The Political Economy of Central Banking

Hardback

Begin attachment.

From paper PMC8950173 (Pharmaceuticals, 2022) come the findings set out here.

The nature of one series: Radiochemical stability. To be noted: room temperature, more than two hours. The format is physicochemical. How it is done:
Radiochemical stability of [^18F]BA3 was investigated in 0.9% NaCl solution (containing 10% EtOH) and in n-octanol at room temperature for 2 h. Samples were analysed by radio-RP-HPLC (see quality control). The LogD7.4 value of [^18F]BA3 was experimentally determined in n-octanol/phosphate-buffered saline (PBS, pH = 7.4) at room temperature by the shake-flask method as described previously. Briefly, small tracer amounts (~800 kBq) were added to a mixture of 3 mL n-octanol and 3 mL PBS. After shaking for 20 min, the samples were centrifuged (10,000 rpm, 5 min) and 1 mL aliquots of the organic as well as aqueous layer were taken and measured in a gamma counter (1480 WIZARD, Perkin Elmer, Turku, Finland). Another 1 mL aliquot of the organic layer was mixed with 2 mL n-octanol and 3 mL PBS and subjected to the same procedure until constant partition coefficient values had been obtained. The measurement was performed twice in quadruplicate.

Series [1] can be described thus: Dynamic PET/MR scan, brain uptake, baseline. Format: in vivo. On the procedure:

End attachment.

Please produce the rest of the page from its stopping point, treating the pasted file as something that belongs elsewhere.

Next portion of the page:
There have been rapid and substantial changes in the importance, economic power and operation of financial markets over the past three decades. This innovative book examines the control which central banks have over financial markets, focusing on the implications of the current trend towards the granting of 'independence' to central banks. The contributors examine central banking in a number of countries including the G7 group, Italy and New Zealand. They also provide explanations for the evident instabilities of the Exchange Rate Mechanism and offer words of caution for the European Central Bank. A number of the authors challenge the foundations for the growing claims that increased central bank independence will ensure, at no cost, that inflation is both lower and less variable, finding that there are significant employment costs associated with central bank independence. The authors also discuss theoretical issues, including the meaning of, and possibilities for, monetary policy in an endogenous money framework. They go on to examine central banking in a number of countries including the G7 group, Italy and New Zealand. Finally, they also provide explanations for the evident instabilities of the Exchange Rate Mechanism in recent years and offer words of caution for the European Central Bank. Students and scholars of financial and monetary economics will find this book invaluable as will practitioners in government and central banking.